The FDA has again issued an import alert against a plant owned by Canadian generic drugmaker Apotex, this one in India. The last time the agency took that kind of action, Apotex took the matter to international authorities in a North American Free Trade Agreement (NAFTA) complaint.
According to an FDA posting, on Tuesday the agency banned products from an Apotex plant in Bangalore. The alert, however, says that Apotex's riluzole tablets, a drug used to treat amyotrophic lateral sclerosis, or Lou Gehrig's disease, were excluded from the detention without physical examination action. The action follows the bans of other India plants in the last year, including two from Ranbaxy Laboratories, two from Wockhardt and one from Sun Pharmaceuticals. The company said in an emailed statement that it was working closely with the FDA to resolve the problems.
Apotex had products from plants in Toronto and Quebec banned from 2009 to 2011, after FDA inspectors found a number of problems. Warning letters issued in 2009 and 2010 discussed contaminated drug ingredients, the return of defective material to inventory and the rerelease of failed material prior to sufficient reprocessing and testing. Those problems led Apotex to recall 675 lots of products.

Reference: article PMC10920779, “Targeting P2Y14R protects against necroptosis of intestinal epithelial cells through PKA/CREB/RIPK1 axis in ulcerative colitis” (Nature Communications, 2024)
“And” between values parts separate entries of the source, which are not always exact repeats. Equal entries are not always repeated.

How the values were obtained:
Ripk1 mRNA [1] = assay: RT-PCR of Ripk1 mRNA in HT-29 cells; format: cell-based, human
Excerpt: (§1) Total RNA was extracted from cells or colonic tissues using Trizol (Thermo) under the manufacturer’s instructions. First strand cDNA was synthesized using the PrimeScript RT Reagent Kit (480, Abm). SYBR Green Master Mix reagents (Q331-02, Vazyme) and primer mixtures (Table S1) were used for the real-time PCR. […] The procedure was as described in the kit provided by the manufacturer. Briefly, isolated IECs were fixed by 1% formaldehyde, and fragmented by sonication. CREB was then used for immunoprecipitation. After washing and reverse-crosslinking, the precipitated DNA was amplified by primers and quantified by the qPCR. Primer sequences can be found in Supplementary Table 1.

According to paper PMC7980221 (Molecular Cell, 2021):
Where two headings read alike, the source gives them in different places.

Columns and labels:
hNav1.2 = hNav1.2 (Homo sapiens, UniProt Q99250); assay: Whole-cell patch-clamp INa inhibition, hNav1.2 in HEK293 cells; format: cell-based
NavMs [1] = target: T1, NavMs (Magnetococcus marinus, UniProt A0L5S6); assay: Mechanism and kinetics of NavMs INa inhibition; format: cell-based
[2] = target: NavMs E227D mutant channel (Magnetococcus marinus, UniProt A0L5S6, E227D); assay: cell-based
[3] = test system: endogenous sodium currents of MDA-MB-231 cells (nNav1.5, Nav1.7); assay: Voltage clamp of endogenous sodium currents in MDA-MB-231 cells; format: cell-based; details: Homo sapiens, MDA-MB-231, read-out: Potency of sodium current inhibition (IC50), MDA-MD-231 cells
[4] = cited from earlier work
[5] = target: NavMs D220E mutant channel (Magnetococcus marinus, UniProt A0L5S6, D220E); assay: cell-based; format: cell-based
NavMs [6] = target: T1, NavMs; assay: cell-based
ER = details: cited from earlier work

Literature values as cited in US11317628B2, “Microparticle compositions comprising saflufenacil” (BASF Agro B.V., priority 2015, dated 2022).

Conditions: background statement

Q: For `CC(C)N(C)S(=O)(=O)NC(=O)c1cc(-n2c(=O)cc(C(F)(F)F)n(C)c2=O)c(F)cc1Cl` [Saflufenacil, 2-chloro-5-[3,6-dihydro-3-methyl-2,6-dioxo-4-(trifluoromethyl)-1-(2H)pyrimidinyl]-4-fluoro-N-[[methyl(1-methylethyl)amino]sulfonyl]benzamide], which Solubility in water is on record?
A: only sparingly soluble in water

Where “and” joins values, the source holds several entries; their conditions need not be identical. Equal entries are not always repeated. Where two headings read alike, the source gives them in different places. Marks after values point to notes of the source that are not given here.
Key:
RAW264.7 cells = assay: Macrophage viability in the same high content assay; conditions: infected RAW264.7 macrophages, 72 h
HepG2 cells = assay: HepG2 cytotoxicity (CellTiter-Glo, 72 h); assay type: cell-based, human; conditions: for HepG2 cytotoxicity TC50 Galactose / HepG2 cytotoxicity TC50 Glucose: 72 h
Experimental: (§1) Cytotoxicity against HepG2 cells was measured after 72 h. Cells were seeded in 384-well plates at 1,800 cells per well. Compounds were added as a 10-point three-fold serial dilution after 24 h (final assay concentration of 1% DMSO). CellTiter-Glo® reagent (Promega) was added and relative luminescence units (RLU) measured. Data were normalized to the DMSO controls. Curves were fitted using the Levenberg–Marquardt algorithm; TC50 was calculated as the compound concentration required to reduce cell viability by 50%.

The ban was lifted in 2011, but the FDA cited the same plants last year with a new warning letter. This time observations included problems with air flow that could lead to contamination and the release of partial batches of products after some had failed testing. It also mentioned a lack of space and "personnel resource constraints" that resulted in vials of sterile drugs sitting for a week before going into incubation.
Once the ban was lifted, Apotex complained to NAFTA that the FDA action "decimated" its business and cost it $520 million in lost sales. It argued that the ban violated NAFTA, claiming the FDA treated Apotex less fairly than other companies, like Teva Pharmaceutical ($TEVA). Apotex is asking the treaty oversight agency for arbitration in an effort to get the U.S. to reimburse it.
- find the import alert here